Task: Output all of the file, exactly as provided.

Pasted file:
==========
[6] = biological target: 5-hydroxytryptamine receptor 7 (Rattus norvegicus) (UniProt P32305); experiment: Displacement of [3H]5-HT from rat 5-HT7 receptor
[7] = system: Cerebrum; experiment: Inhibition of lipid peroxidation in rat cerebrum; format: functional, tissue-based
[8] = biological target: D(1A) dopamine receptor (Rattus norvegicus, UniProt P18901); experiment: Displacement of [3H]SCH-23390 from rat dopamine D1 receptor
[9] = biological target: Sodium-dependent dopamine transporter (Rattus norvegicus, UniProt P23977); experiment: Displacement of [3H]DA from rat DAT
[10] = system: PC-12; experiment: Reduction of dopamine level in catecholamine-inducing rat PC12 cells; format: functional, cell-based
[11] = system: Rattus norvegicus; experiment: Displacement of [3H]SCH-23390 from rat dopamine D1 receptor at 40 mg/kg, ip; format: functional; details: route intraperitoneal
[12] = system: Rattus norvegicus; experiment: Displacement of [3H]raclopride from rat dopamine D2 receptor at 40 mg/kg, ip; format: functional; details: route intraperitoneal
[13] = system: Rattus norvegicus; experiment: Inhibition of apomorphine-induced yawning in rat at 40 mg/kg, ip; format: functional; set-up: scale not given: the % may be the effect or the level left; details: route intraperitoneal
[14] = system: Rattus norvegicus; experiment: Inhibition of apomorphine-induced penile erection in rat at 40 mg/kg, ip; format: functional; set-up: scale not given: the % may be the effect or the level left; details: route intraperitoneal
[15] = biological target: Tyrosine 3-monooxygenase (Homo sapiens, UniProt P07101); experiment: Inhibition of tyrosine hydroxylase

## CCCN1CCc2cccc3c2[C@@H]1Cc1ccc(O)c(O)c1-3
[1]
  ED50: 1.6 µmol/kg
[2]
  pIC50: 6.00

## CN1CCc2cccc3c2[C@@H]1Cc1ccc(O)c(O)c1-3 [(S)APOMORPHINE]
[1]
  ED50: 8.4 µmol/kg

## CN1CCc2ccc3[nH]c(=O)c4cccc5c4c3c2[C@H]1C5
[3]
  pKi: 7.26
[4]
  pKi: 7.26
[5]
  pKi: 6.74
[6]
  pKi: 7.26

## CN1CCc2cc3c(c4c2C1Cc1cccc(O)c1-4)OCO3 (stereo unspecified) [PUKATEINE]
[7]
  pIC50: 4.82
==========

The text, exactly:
[6] = biological target: 5-hydroxytryptamine receptor 7 (Rattus norvegicus) (UniProt P32305); experiment: Displacement of [3H]5-HT from rat 5-HT7 receptor
[7] = system: Cerebrum; experiment: Inhibition of lipid peroxidation in rat cerebrum; format: functional, tissue-based
[8] = biological target: D(1A) dopamine receptor (Rattus norvegicus, UniProt P18901); experiment: Displacement of [3H]SCH-23390 from rat dopamine D1 receptor
[9] = biological target: Sodium-dependent dopamine transporter (Rattus norvegicus, UniProt P23977); experiment: Displacement of [3H]DA from rat DAT
[10] = system: PC-12; experiment: Reduction of dopamine level in catecholamine-inducing rat PC12 cells; format: functional, cell-based
[11] = system: Rattus norvegicus; experiment: Displacement of [3H]SCH-23390 from rat dopamine D1 receptor at 40 mg/kg, ip; format: functional; details: route intraperitoneal
[12] = system: Rattus norvegicus; experiment: Displacement of [3H]raclopride from rat dopamine D2 receptor at 40 mg/kg, ip; format: functional; details: route intraperitoneal
[13] = system: Rattus norvegicus; experiment: Inhibition of apomorphine-induced yawning in rat at 40 mg/kg, ip; format: functional; set-up: scale not given: the % may be the effect or the level left; details: route intraperitoneal
[14] = system: Rattus norvegicus; experiment: Inhibition of apomorphine-induced penile erection in rat at 40 mg/kg, ip; format: functional; set-up: scale not given: the % may be the effect or the level left; details: route intraperitoneal
[15] = biological target: Tyrosine 3-monooxygenase (Homo sapiens, UniProt P07101); experiment: Inhibition of tyrosine hydroxylase

## CCCN1CCc2cccc3c2[C@@H]1Cc1ccc(O)c(O)c1-3
[1]
  ED50: 1.6 µmol/kg
[2]
  pIC50: 6.00

## CN1CCc2cccc3c2[C@@H]1Cc1ccc(O)c(O)c1-3 [(S)APOMORPHINE]
[1]
  ED50: 8.4 µmol/kg

## CN1CCc2ccc3[nH]c(=O)c4cccc5c4c3c2[C@H]1C5
[3]
  pKi: 7.26
[4]
  pKi: 7.26
[5]
  pKi: 6.74
[6]
  pKi: 7.26

## CN1CCc2cc3c(c4c2C1Cc1cccc(O)c1-4)OCO3 (stereo unspecified) [PUKATEINE]
[7]
  pIC50: 4.82